Threatened lawsuit delays Texas A&M move to SEC

Posted Wednesday, Sep. 07, 2011  comments  Print Reprints
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Texas A&M’s desired move to the Southeastern Conference is on hold because of a threatened lawsuit by Baylor.

In a statement released this morning, SEC officials confirmed that the league took action Tuesday night and “voted unanimously to accept Texas A&M University as a member upon receiving acceptable reconfirmation” that Big 12 members stood by a Sept. 2 letter assuring there would be no legal action involved with the move.

The statement, issued by Florida president Bernie Machen, chairman of the SEC presidents and chancellors, said “at least one Big 12 institution had withdrawn its previous consent and was considering legal action.” Multiple Big 12 sources have identified that school as Baylor.

In correspondence last month between Big 12 commissioner Dan Beebe and A&M president R. Bowen Loftin, both parties agreed to mutual waivers of legal claims. That information was relayed to the SEC in the Sept. 2 letter referenced in the statement. But the Big 12’s waiver must be agreed to by all members.

A&M had planned a formal announcement of its move today in College Station. Big 12 schools are expected to discuss the issue today. If Baylor chooses not to pursue legal action, the Aggies’ move to the SEC would become official.

Jason Cook, A&M’s vice-president of marketing and communications, confirmed this morning that the school has “no announcement scheduled at this time.” Big 12 spokesman Bob Burda said league officials were gathering information to assess “where this might be going.”

In the statement, SEC officials said: “After receiving written assurance from the Big 12 on September 2 that the Southeastern Conference was free to accept Texas A&M to join as a new member, the presidents and chancellors of the SEC met last night with the intention of accepting the application of Texas A&M to be the newest member of the SEC. We were notified yesterday afternoon that at least one Big 12 institution had withdrawn its previous consent and was considering legal action. The SEC has stated that to consider an institution for membership, there must be no contractual hindrances to its departure. The SEC voted unanimously to accept Texas A&M University as a member upon receiving acceptable reconfirmation that the Big 12 and its members have reaffirmed the letter dated September 2, 2011.”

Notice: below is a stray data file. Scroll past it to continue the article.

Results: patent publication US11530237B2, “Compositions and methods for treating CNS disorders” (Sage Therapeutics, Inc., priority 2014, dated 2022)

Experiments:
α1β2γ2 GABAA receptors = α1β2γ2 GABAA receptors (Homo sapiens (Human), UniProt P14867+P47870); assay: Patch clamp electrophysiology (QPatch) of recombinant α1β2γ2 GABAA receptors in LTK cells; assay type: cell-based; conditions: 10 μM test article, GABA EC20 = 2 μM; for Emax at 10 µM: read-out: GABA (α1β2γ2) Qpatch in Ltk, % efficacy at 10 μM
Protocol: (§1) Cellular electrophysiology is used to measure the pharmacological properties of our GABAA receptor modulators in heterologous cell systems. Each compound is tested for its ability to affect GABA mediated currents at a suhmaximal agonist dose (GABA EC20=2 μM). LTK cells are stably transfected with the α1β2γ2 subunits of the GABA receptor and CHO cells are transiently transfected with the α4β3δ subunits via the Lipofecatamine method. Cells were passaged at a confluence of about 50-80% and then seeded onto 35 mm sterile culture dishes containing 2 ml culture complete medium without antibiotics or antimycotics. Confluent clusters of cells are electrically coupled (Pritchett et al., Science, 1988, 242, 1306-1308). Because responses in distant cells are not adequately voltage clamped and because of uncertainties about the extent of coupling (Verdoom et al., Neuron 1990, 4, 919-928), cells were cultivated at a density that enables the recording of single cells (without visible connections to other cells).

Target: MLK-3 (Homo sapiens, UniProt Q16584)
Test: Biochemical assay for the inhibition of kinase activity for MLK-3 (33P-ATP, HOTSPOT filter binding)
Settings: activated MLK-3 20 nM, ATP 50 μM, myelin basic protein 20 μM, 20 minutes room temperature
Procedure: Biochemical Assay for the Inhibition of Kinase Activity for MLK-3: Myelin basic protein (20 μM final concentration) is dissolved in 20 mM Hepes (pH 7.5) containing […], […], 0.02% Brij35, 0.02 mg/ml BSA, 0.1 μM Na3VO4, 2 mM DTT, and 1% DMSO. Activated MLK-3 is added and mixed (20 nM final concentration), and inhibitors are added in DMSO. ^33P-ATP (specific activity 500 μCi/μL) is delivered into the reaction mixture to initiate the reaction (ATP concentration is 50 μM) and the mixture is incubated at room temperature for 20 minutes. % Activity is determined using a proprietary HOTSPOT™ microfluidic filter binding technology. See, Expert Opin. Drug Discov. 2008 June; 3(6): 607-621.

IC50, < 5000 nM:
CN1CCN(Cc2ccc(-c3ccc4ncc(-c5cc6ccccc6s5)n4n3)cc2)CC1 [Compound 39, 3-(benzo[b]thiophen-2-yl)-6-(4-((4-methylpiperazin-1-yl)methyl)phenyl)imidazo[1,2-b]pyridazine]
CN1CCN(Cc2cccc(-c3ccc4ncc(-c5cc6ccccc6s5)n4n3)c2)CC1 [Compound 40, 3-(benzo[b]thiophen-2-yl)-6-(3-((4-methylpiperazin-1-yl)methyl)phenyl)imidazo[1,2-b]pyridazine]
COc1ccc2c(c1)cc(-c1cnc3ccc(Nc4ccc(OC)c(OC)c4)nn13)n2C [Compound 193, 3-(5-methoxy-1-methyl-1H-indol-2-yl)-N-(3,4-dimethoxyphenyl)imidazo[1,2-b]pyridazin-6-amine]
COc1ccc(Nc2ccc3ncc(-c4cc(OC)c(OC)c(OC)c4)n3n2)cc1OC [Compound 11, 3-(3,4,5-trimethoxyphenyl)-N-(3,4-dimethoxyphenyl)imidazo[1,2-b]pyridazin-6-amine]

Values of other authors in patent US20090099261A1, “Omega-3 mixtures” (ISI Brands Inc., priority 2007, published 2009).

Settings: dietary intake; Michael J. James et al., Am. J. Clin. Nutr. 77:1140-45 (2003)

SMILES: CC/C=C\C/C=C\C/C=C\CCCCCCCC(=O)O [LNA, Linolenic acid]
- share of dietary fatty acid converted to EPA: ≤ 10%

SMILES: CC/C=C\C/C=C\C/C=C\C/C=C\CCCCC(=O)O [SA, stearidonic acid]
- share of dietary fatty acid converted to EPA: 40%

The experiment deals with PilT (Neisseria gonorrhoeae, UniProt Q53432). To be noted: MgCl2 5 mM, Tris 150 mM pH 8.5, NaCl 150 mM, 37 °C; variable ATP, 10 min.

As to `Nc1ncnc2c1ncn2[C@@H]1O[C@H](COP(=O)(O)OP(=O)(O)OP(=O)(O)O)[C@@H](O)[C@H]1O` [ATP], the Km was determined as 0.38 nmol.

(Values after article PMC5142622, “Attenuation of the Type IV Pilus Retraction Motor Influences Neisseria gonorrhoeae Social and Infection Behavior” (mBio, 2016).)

In the Sept. 2 letter to SEC Commissioner Mike Slive, Beebe wrote that the Big 12’s board of directors “unanimously authorize me to convey to you and their colleagues in the Southeastern Conference that the Big 12 and its members will not take any legal action or any possible claims against the SEC or its members relating to the departure of Texas A&M University from the Big 12 and the admission of Texas A&M into the SEC; provided, however, that such act by the SEC to admit Texas A&M is publicly confirmed by 5:00 p.m. (CDT) on Sept. 8. 2011. Such admission of Texas A&M will result in the withdrawal of Texas A&M from the Big 12 conference effective June 30, 2012. We both agreed it is in the best interests of each of our conferences and our member institutions of higher education to waive any and all legal actions.”

Texas A&M president R. Bowen Loftin issued a statement saying he was “pleased” by the vote of SEC officials but “disappointed” by the threat of legal action.